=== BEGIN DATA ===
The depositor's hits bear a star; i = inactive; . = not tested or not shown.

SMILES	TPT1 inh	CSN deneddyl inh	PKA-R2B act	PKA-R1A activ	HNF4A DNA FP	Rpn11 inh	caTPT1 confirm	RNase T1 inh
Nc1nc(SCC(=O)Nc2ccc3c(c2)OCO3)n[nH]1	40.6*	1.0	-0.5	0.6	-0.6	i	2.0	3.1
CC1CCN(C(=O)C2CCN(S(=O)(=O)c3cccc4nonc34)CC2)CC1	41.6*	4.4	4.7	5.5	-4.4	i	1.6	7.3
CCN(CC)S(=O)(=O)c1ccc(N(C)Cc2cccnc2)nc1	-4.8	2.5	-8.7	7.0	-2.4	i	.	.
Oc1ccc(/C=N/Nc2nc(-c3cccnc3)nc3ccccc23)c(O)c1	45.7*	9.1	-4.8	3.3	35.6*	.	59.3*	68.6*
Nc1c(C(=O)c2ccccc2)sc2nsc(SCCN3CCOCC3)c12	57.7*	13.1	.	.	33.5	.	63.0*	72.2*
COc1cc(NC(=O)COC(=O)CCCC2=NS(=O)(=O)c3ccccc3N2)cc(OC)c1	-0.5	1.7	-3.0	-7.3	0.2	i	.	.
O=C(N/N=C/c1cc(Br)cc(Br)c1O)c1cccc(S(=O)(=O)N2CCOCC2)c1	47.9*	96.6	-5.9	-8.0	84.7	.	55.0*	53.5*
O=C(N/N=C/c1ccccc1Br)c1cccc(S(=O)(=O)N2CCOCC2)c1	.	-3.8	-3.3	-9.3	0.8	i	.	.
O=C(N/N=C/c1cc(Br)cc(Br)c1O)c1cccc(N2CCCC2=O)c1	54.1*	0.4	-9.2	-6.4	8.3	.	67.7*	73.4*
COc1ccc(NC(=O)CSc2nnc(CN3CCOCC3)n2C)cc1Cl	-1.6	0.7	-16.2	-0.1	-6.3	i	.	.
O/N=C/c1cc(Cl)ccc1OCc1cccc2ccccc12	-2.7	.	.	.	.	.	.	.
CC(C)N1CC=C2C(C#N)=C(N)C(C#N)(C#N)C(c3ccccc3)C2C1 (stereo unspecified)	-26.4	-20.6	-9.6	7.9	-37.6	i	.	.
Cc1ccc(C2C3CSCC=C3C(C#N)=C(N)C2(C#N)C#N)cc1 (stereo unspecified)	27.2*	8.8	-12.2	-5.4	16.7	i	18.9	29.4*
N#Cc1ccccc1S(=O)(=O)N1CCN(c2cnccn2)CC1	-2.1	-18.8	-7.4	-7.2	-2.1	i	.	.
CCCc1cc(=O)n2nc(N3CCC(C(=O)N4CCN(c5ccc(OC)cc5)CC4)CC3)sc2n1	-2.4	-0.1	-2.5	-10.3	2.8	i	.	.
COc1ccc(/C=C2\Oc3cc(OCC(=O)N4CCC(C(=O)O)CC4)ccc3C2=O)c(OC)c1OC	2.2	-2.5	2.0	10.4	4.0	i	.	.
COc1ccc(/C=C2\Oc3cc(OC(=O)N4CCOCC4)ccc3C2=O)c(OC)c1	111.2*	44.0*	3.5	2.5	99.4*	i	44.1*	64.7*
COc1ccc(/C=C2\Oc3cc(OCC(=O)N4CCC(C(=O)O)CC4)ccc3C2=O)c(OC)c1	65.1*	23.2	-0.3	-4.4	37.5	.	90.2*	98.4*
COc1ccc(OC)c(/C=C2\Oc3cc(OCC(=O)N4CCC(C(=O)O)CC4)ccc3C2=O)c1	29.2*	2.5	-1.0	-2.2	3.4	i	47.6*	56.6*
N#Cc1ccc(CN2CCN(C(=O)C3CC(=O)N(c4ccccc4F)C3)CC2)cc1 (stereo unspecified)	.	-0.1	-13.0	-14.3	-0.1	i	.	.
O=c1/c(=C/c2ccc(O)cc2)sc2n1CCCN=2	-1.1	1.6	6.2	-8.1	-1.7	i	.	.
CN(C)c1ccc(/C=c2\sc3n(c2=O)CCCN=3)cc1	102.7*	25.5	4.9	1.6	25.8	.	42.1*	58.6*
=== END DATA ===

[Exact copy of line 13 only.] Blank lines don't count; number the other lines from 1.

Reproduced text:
O/N=C/c1cc(Cl)ccc1OCc1cccc2ccccc12	-2.7	.	.	.	.	.	.	.